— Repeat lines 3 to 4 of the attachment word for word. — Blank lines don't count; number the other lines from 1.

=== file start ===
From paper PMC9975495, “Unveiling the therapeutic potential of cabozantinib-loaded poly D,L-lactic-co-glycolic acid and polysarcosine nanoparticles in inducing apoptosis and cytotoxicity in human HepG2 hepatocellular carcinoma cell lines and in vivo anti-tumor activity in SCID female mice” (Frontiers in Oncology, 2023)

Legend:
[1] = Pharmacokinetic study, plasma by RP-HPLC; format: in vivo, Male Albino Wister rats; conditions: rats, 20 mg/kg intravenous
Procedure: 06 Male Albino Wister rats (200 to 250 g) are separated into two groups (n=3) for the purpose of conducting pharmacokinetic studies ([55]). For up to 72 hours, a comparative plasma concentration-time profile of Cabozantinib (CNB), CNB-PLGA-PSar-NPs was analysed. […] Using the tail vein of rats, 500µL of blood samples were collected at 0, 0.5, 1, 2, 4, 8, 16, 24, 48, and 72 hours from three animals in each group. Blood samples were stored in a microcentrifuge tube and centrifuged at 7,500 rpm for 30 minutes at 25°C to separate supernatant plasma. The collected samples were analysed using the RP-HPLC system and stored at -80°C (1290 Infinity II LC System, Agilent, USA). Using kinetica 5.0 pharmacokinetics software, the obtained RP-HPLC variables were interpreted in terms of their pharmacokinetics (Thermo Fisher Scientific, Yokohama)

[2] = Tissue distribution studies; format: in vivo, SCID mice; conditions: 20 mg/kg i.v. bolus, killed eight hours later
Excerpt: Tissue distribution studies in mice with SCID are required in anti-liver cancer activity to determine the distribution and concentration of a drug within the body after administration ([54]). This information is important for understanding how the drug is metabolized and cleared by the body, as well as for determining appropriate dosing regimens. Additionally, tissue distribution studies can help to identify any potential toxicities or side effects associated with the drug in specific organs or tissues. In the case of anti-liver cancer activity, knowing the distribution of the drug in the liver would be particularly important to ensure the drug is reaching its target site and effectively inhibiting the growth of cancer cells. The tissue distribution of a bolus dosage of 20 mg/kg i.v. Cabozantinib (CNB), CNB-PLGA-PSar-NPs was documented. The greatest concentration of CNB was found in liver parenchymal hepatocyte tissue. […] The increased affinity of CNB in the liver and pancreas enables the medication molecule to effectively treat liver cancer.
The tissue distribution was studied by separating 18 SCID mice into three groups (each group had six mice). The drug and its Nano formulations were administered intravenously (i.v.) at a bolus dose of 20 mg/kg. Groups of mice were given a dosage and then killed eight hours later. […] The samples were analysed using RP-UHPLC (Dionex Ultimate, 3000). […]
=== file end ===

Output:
[1] = Pharmacokinetic study, plasma by RP-HPLC; format: in vivo, Male Albino Wister rats; conditions: rats, 20 mg/kg intravenous
Procedure: 06 Male Albino Wister rats (200 to 250 g) are separated into two groups (n=3) for the purpose of conducting pharmacokinetic studies ([55]). For up to 72 hours, a comparative plasma concentration-time profile of Cabozantinib (CNB), CNB-PLGA-PSar-NPs was analysed. […] Using the tail vein of rats, 500µL of blood samples were collected at 0, 0.5, 1, 2, 4, 8, 16, 24, 48, and 72 hours from three animals in each group. Blood samples were stored in a microcentrifuge tube and centrifuged at 7,500 rpm for 30 minutes at 25°C to separate supernatant plasma. The collected samples were analysed using the RP-HPLC system and stored at -80°C (1290 Infinity II LC System, Agilent, USA). Using kinetica 5.0 pharmacokinetics software, the obtained RP-HPLC variables were interpreted in terms of their pharmacokinetics (Thermo Fisher Scientific, Yokohama)